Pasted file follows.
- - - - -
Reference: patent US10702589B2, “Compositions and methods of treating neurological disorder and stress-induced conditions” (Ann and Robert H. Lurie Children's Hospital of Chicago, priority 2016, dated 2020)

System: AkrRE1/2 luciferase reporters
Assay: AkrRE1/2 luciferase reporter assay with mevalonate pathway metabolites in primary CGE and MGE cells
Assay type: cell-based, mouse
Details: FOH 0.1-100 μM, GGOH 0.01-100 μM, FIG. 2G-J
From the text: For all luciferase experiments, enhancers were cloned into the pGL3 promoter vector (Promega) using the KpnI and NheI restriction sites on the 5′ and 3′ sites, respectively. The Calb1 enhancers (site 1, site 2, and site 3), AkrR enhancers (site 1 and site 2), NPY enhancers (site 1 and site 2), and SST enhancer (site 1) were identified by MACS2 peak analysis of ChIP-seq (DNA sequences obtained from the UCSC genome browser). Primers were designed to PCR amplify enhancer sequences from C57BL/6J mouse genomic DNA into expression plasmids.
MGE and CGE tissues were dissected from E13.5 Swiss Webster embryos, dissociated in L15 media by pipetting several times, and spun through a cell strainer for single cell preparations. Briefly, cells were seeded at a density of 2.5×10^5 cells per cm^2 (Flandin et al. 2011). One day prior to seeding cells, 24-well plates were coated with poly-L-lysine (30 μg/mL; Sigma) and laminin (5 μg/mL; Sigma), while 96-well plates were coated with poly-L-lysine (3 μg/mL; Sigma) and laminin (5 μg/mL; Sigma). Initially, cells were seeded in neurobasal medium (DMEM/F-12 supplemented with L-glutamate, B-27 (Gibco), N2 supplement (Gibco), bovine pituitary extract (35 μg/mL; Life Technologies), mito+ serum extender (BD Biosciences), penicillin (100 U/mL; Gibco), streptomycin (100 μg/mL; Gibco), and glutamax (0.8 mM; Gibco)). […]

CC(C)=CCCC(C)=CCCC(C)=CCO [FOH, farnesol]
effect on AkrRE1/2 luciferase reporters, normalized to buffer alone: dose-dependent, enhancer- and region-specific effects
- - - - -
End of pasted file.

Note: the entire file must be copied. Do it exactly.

Reference: patent US10702589B2, “Compositions and methods of treating neurological disorder and stress-induced conditions” (Ann and Robert H. Lurie Children's Hospital of Chicago, priority 2016, dated 2020)

System: AkrRE1/2 luciferase reporters
Assay: AkrRE1/2 luciferase reporter assay with mevalonate pathway metabolites in primary CGE and MGE cells
Assay type: cell-based, mouse
Details: FOH 0.1-100 μM, GGOH 0.01-100 μM, FIG. 2G-J
From the text: For all luciferase experiments, enhancers were cloned into the pGL3 promoter vector (Promega) using the KpnI and NheI restriction sites on the 5′ and 3′ sites, respectively. The Calb1 enhancers (site 1, site 2, and site 3), AkrR enhancers (site 1 and site 2), NPY enhancers (site 1 and site 2), and SST enhancer (site 1) were identified by MACS2 peak analysis of ChIP-seq (DNA sequences obtained from the UCSC genome browser). Primers were designed to PCR amplify enhancer sequences from C57BL/6J mouse genomic DNA into expression plasmids.
MGE and CGE tissues were dissected from E13.5 Swiss Webster embryos, dissociated in L15 media by pipetting several times, and spun through a cell strainer for single cell preparations. Briefly, cells were seeded at a density of 2.5×10^5 cells per cm^2 (Flandin et al. 2011). One day prior to seeding cells, 24-well plates were coated with poly-L-lysine (30 μg/mL; Sigma) and laminin (5 μg/mL; Sigma), while 96-well plates were coated with poly-L-lysine (3 μg/mL; Sigma) and laminin (5 μg/mL; Sigma). Initially, cells were seeded in neurobasal medium (DMEM/F-12 supplemented with L-glutamate, B-27 (Gibco), N2 supplement (Gibco), bovine pituitary extract (35 μg/mL; Life Technologies), mito+ serum extender (BD Biosciences), penicillin (100 U/mL; Gibco), streptomycin (100 μg/mL; Gibco), and glutamax (0.8 mM; Gibco)). […]

CC(C)=CCCC(C)=CCCC(C)=CCO [FOH, farnesol]
effect on AkrRE1/2 luciferase reporters, normalized to buffer alone: dose-dependent, enhancer- and region-specific effects